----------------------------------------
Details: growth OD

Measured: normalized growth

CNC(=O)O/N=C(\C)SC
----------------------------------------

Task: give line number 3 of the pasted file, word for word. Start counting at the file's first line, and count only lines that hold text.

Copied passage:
CNC(=O)O/N=C(\C)SC